ZOA: Bad Deal, Doesn’t Dismantle Nuke Program, Means Military Strike Only Option To Stop Iranian Nuclear Bombs
News Press Release
December 13, 2013

The Zionist Organization of America (ZOA) has issued a new statement on the Iran Geneva interim nuclear agreement between the P5+1 (Britain, China, France, Russia, the United States as well as Germany) and Iran after becoming aware of all its components.

 ZOA National President Morton A. Klein said, “The Geneva nuclear interim deal with Iran is a disaster. President Obama has said that this deal will dramatically reduce the likelihood of war. Ironically, it will greatly increase the likelihood or war. It has certainly dramatically increased the likelihood that Iran will be able to develop nuclear weapons

  “The Geneva interim agreement permits Iran to retain intact all the essential elements of its nuclear weapons program –– continued construction of its Arak plutonium plant (an alternative means to developing nukes); all its 18,000 centrifuges; all its intercontinental ballistic missile (ICBM) and nuclear research programs; and all its enriched uranium (simply being required reduce it to an oxide which can be restored to weapons-grade uranium in a matter of weeks). Astonishingly, Iran has not been required to dismantle any aspect of its nuclear weapons program

“President Obama has said that this deal will dramatically reduce the likelihood of war. Ironically, it will greatly increase the likelihood or war. “

 “Tehran will be able to continued to enrich uranium to 5% (a level which, with 18,000 centrifuges, many of them super centrifuges, can enable swift enrichment to weapon-grade uranium), retain half of its existing stocks of 20% enriched uranium. Its UN Security Council-prohibited ICBM program already enables Iran to strike Israel and Europe and, according to U.S. intelligence, will enable Iran to strike the U.S. itself by 2015. It can also continue research on nuclear explosives. 

 “The interim agreement also grants Iran substantial sanctions relief totaling some $20 billion.

 “The U.S. is deeply threatened by Iran’s nuclear program, but Israel, being so small and much closer to Iran, is even more directly threatened. While the interim nuclear deal was being negotiated, Iran’s Ayatollah Ali Khamenei, speaking before a mass rally in which militiamen were chanting ‘Death to America,’ called Israel a ‘rabid dog’ and obscenely declared that ‘Zionist officials cannot be called humans, they are like animals …The Israeli regime is doomed to failure and annihilation.’ He called America an ‘enemy that smiles’ and promised that Tehran would not step back ‘one iota’ from what he called Iran’s nuclear rights.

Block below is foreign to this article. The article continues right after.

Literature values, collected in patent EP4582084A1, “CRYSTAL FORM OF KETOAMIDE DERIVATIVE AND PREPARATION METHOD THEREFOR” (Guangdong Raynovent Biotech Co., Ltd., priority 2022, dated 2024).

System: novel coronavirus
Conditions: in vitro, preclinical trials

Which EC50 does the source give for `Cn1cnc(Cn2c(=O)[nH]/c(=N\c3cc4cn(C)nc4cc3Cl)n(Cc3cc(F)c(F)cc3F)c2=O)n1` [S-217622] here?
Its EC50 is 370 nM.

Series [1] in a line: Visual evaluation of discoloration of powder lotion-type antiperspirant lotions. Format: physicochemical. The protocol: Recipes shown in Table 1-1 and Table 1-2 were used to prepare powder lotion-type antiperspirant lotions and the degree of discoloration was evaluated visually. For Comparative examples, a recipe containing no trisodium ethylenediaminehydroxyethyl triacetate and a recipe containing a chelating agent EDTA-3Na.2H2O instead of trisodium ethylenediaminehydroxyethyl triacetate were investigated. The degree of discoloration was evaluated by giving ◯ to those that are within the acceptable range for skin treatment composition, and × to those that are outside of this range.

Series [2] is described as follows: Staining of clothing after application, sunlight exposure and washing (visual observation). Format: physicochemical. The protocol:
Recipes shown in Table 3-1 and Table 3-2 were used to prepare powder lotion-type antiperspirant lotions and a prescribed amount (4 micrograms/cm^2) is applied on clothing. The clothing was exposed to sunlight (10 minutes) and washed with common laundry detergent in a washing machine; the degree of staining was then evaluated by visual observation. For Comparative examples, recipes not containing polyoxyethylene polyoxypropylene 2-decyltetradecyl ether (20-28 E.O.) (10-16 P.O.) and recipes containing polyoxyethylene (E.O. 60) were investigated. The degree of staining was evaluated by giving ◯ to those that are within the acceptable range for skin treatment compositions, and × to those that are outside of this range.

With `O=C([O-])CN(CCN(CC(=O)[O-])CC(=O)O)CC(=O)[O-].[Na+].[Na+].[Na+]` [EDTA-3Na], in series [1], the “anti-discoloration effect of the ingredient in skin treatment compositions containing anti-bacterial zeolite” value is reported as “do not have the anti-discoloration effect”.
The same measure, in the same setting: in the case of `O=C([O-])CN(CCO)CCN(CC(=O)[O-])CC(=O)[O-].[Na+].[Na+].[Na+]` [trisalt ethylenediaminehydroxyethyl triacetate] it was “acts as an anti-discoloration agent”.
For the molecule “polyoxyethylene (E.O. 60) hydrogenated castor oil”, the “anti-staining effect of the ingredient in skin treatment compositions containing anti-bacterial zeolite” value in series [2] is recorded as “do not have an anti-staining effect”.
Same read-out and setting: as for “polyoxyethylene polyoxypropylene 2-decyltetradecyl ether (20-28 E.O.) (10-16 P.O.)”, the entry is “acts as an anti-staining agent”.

“We would have supported a genuine deal that puts an end to the Iranian nuclear weapons program. A proper deal would not only have encompassed putting an end to the essential elements of its nuclear weapons program, but have also included a formal Iranian retraction of an intention to destroy Israel, something Iranian leaders have stated on numerous occasions, as an exhaustive study by the Jerusalem Center of Public Affairs clearly reveals. 

 “This is a regime which cannot be deterred, because, as one of the most distinguished scholars of Islam and Emeritus Professor of Near Eastern Studies at Princeton, Bernard Lewis, noted years ago, ‘MAD, mutual assured destruction, [was effective] right through the cold war. Both sides had nuclear weapons. Neither side used them, because both sides knew the other would retaliate in kind. This will not work with a religious fanatic. For him, mutual assured destruction is not a deterrent, it is an inducement. We know already that [Iran’s leaders] do not give a damn about killing their own people in great numbers … In the final scenario, and this applies all the more strongly if they kill large numbers of their own people, they are doing them a favor. They are giving them a quick free pass to heaven and all its delights.’

 “A proper nuclear deal with Iran would have also involved full and faithful consultation by the Obama Administration with Israel, given the magnitude of the issue and the existential risk posed to Israel. Israel, America’s closest ally, was not consulted and thus denied input into the contours of the interim deal in Geneva. Instead, the Obama Administration kept Israel in the dark. It also and played down the extent of the economic relief to be provided to Iran. Administration officials claimed at first that only $6-7 billion in economic relief was a stake; only later did they admit to Israel that it was much more, some $20 billion.